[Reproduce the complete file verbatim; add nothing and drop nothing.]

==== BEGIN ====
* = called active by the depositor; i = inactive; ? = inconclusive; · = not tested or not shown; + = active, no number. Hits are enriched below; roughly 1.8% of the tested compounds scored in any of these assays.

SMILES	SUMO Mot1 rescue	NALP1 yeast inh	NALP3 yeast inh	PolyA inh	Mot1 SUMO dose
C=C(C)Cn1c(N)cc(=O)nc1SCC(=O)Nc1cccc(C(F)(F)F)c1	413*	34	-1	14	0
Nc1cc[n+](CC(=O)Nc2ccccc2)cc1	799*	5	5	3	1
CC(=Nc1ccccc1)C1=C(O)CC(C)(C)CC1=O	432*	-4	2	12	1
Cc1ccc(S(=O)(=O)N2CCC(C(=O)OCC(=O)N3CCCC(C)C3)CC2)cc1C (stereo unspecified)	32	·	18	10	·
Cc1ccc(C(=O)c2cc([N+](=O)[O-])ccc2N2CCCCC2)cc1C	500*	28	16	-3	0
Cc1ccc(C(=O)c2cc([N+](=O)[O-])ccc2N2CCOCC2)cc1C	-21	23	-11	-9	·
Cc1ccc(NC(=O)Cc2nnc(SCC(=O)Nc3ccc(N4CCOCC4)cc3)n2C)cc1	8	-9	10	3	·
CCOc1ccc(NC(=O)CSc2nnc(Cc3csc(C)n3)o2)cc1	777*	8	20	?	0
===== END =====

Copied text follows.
* = called active by the depositor; i = inactive; ? = inconclusive; · = not tested or not shown; + = active, no number. Hits are enriched below; roughly 1.8% of the tested compounds scored in any of these assays.

SMILES	SUMO Mot1 rescue	NALP1 yeast inh	NALP3 yeast inh	PolyA inh	Mot1 SUMO dose
C=C(C)Cn1c(N)cc(=O)nc1SCC(=O)Nc1cccc(C(F)(F)F)c1	413*	34	-1	14	0
Nc1cc[n+](CC(=O)Nc2ccccc2)cc1	799*	5	5	3	1
CC(=Nc1ccccc1)C1=C(O)CC(C)(C)CC1=O	432*	-4	2	12	1
Cc1ccc(S(=O)(=O)N2CCC(C(=O)OCC(=O)N3CCCC(C)C3)CC2)cc1C (stereo unspecified)	32	·	18	10	·
Cc1ccc(C(=O)c2cc([N+](=O)[O-])ccc2N2CCCCC2)cc1C	500*	28	16	-3	0
Cc1ccc(C(=O)c2cc([N+](=O)[O-])ccc2N2CCOCC2)cc1C	-21	23	-11	-9	·
Cc1ccc(NC(=O)Cc2nnc(SCC(=O)Nc3ccc(N4CCOCC4)cc3)n2C)cc1	8	-9	10	3	·
CCOc1ccc(NC(=O)CSc2nnc(Cc3csc(C)n3)o2)cc1	777*	8	20	?	0